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Mitigating the societal impact of the digital workforce

By Johan Steyn, 31 January 2022

Digital workers are undoubtedly the way of the future. The technology is already mature and ready for large-scale roll-out in businesses of all sizes. Local technology companies like CLEVVA are already transforming the world of customer service by offering digital experts directly to customers via multiple digital self-service channels. These digital experts are capable of resolving context and rule-rich queries without the need for human intervention. This not only reduces call volumes into contact centres, but changes the role of agents. Importantly agents also have access to their own digital expert, allowing them to expand their scope and specialise in the psychology of the customer experience rather than the complex servicing rules.

The adoption of digital workforces designed to perform more of the rule-bound work within companies is not only making it easier to scale, it is reducing the cost of improved productivity. This has positive implications for improved public service delivery and social welfare.

Instead of commuting to work, workers can now work from home or other remote locations. The continual availability of smartphones, computers, and other electronic gadgets is blurring the line between work and home life. In an increasingly digitised world, it’s hard to tell business from personal life. These employees desire to form business relationships outside of their workgroups to improve internal knowledge transfer. Traditional “create and push” information management methods no longer meet workers’ increasing needs.

Politicians, economists, and business leaders are debating the long-term effects of rapid technological innovation. This issue is becoming increasingly critical as technology continues to revolutionise the world of work, resulting in huge societal disruption.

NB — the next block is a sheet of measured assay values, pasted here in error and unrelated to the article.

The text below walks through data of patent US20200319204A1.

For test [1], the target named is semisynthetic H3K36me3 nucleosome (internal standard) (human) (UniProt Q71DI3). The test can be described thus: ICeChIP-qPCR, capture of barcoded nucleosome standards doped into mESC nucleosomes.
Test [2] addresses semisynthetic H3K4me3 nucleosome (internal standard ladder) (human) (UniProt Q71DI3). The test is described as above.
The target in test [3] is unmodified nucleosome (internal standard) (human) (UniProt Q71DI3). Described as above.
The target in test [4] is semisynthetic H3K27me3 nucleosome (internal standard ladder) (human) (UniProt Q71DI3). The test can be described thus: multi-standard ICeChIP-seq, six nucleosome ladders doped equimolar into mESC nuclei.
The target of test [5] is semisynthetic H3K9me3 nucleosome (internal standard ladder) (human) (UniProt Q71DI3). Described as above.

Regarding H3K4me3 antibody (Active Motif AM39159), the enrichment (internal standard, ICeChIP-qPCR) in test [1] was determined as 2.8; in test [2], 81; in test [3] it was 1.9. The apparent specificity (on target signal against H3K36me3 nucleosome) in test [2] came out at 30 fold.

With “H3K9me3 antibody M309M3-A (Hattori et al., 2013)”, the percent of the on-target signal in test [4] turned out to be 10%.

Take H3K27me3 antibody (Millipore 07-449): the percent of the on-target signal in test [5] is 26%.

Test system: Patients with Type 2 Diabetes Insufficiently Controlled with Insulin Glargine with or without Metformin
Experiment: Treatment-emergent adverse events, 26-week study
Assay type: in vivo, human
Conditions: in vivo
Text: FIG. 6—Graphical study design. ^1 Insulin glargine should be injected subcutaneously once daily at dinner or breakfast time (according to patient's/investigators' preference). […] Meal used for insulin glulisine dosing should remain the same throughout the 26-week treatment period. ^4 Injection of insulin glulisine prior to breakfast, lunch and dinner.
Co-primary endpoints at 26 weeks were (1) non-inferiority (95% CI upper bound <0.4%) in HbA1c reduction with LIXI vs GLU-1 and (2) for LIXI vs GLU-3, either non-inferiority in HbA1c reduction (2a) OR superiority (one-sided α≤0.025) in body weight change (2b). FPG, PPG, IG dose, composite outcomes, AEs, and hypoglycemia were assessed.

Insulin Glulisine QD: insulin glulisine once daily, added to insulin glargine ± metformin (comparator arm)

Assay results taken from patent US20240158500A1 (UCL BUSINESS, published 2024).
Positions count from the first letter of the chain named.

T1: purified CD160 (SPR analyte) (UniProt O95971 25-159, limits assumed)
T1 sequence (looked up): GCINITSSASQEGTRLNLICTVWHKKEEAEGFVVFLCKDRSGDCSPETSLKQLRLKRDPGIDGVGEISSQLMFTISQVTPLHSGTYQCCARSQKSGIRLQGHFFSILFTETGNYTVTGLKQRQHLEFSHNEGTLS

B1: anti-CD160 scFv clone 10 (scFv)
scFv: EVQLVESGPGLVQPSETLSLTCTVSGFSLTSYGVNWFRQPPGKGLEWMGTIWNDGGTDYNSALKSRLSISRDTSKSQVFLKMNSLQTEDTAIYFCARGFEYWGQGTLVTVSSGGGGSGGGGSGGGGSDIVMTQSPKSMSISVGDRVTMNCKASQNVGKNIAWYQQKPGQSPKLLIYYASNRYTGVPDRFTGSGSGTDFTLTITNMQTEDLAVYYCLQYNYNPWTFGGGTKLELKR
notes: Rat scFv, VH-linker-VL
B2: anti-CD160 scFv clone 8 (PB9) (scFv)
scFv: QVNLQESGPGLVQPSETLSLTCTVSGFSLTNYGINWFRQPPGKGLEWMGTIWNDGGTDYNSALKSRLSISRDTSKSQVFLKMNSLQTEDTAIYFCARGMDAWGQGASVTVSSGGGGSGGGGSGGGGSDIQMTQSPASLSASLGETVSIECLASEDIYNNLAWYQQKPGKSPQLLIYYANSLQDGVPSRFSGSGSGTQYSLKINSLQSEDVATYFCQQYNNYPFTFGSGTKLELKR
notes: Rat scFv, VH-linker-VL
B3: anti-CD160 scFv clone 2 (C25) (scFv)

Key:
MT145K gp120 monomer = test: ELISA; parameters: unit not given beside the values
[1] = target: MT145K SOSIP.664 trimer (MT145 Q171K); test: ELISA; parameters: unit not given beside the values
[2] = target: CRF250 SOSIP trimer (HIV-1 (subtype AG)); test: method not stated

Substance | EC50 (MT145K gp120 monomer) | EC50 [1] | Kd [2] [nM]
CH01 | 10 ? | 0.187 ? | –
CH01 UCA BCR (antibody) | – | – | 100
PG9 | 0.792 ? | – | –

Unfortunately, given the disruptive effects of prior waves of digitisation, the evidence suggests that the next generation of artificial intelligence technologies will result in large-scale employment losses. Like previous innovation cycles, people with higher knowledge and training will benefit more from automation.

These initiatives should always be approached as a people-first plan rather than focusing only on the technology. The welfare of the people who work for companies, their future skills needs and career ambitions and the larger business priorities should be aligned and supported by technology – not the other way round.

We need to take our people on the journey with us, get their input and address their fears. Workers naturally fear for their jobs when we speak about automation and digital workers. A suitable change management plan will ensure people will cooperate and will increase their excitement.

Addressing the correct business case is also important. Before they think of a technology solution, business leaders need to agree on the challenges they are solving for. And start small, show success early, gain cadence and the organisation will follow you on this exciting journey.

Johan Steyn is a Smart Automation & Artificial Intelligence thought leader and management consultant. He is the Chair of the Special Interest Group on Artificial Intelligence and Robotics with the IITPSA (Institute of Information Technology Professionals of South Africa). He writes in his personal capacity.


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